The Rose & Loon store celebrates the stories of the makers and their goods. Here, RLI speaks with Lisa Crain, Vice President and General Manager of the Rosedale Center which houses the brand about its impact on the centre and what this new concept brings to the table.

Goods made by hand have a story before you ever carry them home, and the Rose & Loon concept highlights the hands and hear ts of the makers behind the goods on display in store. They lift up the women and men who craft, design, cook, sew, mix and do so much to fill the store with their passion and products.

Rose & Loon believe the “maker movement” is here to stay, and works with its collective brands to give them not just a place to sell their wares but a place to share their stories with pride and purpose. The company has curated a collection that supports its makers through collaborations, resources and partnerships. The concept is dedicated to growing the makers’ brands as they work to build their own businesses.

“JLL wanted to capitalise on the change in the retail world and we were looking for smaller, local brands that were handmade as it was becoming extremely popular with our shoppers,” says Lisa Crain, Vice President and General Manager of the Rosedale Center, which is home to the Rose & Loon concept store. “A lot of these brands were featured in pop-up stores at other retail locations, but we wanted to make it more permanent.”

The Rosedale Center, located in a perfect position between Saint Paul and Minneapolis has recently undergone a $100M renovation which has elevated the shopping and dining experience at the centre, and this presented the perfect opportunity to bring in the high-end, quality product-based Rose & Loon store that can be recognised at a local level with handmade, sought after products.

“Since opening last September, we have found that there really is a demand for these types of products within Rosedale, and I think also within the Twin cities of Minneapolis and Saint Paul,” says Crain. “We are beginning to see other malls repeat this idea for maybe a weekend, so the demand is huge and I think you can see it all over the Midwest.”

Launching ‘a first’ of something is always tricky, and this proved to be the case when opening Rose & Loon, as around 90 individual makers came to the company before launch interested in displaying their products, so it was definitely a case of judging what they thought people would want rather than knowing what they would want.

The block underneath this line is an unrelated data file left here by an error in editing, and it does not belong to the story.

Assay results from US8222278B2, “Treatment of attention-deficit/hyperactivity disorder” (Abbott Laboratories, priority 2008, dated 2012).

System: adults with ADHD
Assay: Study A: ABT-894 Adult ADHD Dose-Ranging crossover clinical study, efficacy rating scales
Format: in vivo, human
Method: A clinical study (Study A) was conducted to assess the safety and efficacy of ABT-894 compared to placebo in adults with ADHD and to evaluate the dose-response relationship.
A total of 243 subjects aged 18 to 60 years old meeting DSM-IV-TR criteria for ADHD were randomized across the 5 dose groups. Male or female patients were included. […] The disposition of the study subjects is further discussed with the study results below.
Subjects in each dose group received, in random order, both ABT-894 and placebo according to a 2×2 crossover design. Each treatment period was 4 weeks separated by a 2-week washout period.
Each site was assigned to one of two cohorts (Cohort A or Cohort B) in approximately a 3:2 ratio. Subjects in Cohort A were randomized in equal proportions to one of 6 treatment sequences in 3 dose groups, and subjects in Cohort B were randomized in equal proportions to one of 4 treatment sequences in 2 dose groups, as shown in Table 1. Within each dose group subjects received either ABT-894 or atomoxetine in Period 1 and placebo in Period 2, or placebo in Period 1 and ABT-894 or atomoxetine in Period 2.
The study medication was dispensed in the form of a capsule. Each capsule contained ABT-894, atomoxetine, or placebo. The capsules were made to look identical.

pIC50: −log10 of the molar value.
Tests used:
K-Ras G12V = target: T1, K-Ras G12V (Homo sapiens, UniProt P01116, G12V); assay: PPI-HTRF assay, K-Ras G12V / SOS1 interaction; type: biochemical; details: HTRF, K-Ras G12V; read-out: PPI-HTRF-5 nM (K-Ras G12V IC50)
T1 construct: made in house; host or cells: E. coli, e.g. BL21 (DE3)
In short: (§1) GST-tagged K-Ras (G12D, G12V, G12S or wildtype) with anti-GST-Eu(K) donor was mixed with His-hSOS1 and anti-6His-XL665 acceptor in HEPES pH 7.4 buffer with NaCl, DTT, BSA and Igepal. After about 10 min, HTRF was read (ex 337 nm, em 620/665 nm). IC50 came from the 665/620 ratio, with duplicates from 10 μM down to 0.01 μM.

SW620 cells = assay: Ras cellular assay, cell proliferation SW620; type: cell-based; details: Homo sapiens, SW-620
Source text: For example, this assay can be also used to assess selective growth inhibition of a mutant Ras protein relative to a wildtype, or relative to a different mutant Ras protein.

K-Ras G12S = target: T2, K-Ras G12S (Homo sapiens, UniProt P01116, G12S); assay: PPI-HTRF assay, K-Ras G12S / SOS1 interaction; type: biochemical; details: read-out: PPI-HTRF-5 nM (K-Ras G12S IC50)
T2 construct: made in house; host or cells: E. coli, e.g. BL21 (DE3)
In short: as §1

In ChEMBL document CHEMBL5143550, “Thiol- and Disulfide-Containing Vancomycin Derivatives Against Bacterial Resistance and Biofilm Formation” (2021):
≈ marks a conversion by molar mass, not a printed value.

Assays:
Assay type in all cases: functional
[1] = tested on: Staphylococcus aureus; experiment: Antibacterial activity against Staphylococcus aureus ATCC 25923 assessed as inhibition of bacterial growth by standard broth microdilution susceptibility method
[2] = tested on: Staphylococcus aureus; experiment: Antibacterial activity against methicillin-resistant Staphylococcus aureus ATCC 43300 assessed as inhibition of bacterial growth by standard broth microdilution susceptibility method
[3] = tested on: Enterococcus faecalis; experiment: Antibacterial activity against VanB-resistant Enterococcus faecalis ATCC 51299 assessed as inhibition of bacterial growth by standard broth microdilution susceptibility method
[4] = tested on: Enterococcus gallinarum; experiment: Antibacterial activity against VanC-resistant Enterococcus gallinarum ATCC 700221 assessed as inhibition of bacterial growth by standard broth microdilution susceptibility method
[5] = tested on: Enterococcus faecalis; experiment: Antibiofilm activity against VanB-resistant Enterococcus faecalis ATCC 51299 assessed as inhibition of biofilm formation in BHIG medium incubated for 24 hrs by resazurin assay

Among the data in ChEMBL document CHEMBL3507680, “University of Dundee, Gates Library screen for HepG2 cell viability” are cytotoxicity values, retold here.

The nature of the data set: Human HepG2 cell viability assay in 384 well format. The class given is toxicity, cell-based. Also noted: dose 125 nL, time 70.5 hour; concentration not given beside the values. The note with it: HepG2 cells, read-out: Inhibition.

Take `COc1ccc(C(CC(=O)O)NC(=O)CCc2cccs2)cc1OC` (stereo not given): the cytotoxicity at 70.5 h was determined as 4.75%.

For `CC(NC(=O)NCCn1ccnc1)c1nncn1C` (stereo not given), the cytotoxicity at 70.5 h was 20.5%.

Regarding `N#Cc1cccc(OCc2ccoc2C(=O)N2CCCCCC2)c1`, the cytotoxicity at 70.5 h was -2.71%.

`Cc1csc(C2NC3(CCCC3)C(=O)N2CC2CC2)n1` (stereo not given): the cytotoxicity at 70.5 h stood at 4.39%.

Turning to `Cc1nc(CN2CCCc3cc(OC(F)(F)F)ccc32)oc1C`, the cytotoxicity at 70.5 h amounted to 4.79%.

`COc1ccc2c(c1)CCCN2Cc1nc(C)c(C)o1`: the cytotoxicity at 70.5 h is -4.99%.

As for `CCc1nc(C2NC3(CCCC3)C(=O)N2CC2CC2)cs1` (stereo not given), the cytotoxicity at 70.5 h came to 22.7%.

What has proven unique is that some occupants’ sell-out of things immediately and staff are constantly replenishing certain sections of the store in comparison with others, allowing Rose & Loon employees to understand what customers truly want in store.

The target customer for Rose & Loon is what Crain calls the ‘Emerald City’ segment, a group who are in their late thirties, an average family of two who are affluent. On top of this it has been noticed in store that there are other customer types who are intrigued by the concept, most notably an older generation and millennials.

As a burgeoning concept in today’s retail world, social media has been pivotal in marketing the brand, and they utilise platforms such as Instagram, they have their own website and have major influencers promoting the concept. “We are forever videotaping the products coming in and we conduct major demonstrations inside the store which are simultaneously put online, we are very much involved with social media,” says Crain.

So what does Crain consider to be the key drivers behind Rose & Loon’s initial success? “It’s the makers and the unique products that you can’t find in other locations and having them in one managed, curated space versus a huge vacant space or an exhibition where you go to individual craft stalls. This is all underneath one roof, and it’s managed with a store manager and employees, so everyone is very intimate with all the products,” explains Crain.

The ethos of this new and exciting retail concept is that it is goods made by hand that have a story behind them; this is what will stand the brand apart from its competitors as it moves forward with its plans to spread the Rose & Loon word. “I think we have been very successful in our brick and-mortar store, but now we need to take a look at different ways to bring it outside the store, either through carts and kiosks so that more people can see it as they come through the mall, or going out into the community and doing events, we really want to spread the message of what Rose & Loon is, the stories behind handcrafted materials,” concludes Crain.

www.roseandloon.com